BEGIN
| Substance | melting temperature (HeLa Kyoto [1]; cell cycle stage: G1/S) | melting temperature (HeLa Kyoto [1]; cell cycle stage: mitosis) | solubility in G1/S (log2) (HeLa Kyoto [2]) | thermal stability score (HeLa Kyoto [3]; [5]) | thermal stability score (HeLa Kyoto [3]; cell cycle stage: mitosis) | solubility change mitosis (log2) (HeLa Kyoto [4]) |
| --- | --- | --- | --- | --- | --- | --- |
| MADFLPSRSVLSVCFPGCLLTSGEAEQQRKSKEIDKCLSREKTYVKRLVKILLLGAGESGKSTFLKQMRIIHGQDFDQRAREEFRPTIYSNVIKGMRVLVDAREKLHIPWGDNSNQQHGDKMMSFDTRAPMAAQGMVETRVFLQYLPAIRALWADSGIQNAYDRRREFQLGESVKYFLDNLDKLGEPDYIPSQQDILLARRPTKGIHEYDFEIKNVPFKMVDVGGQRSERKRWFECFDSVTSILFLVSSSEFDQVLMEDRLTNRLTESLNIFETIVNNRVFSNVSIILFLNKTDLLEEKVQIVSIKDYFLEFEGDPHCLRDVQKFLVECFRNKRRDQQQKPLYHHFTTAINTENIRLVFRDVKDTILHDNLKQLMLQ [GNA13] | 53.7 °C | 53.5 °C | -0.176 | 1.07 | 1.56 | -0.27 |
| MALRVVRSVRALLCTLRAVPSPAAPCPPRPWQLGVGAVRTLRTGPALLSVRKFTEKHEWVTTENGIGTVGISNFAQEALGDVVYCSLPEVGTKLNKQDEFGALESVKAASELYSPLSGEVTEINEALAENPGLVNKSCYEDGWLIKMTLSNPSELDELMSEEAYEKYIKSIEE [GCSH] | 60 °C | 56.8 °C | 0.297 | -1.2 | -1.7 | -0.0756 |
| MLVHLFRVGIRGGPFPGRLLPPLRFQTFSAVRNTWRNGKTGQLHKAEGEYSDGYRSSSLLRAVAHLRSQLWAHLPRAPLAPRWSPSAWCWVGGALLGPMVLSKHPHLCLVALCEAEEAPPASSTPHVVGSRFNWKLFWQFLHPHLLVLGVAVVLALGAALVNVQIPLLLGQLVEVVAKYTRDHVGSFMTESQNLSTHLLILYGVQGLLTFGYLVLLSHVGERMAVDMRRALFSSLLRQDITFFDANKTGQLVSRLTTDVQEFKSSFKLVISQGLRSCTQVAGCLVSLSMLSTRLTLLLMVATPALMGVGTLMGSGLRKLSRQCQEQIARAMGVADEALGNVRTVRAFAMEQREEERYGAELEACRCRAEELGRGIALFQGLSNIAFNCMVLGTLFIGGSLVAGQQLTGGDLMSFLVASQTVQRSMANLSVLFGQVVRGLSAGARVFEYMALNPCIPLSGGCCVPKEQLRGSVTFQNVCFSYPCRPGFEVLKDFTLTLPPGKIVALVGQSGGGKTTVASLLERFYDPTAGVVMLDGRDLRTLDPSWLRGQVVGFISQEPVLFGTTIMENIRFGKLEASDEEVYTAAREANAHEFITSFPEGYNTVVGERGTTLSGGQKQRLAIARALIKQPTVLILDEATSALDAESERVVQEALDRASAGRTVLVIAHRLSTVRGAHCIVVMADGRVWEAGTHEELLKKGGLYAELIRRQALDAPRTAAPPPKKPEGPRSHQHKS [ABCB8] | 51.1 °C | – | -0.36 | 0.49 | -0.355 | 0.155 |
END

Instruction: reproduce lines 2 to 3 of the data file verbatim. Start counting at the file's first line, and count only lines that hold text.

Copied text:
| --- | --- | --- | --- | --- | --- | --- |
| MADFLPSRSVLSVCFPGCLLTSGEAEQQRKSKEIDKCLSREKTYVKRLVKILLLGAGESGKSTFLKQMRIIHGQDFDQRAREEFRPTIYSNVIKGMRVLVDAREKLHIPWGDNSNQQHGDKMMSFDTRAPMAAQGMVETRVFLQYLPAIRALWADSGIQNAYDRRREFQLGESVKYFLDNLDKLGEPDYIPSQQDILLARRPTKGIHEYDFEIKNVPFKMVDVGGQRSERKRWFECFDSVTSILFLVSSSEFDQVLMEDRLTNRLTESLNIFETIVNNRVFSNVSIILFLNKTDLLEEKVQIVSIKDYFLEFEGDPHCLRDVQKFLVECFRNKRRDQQQKPLYHHFTTAINTENIRLVFRDVKDTILHDNLKQLMLQ [GNA13] | 53.7 °C | 53.5 °C | -0.176 | 1.07 | 1.56 | -0.27 |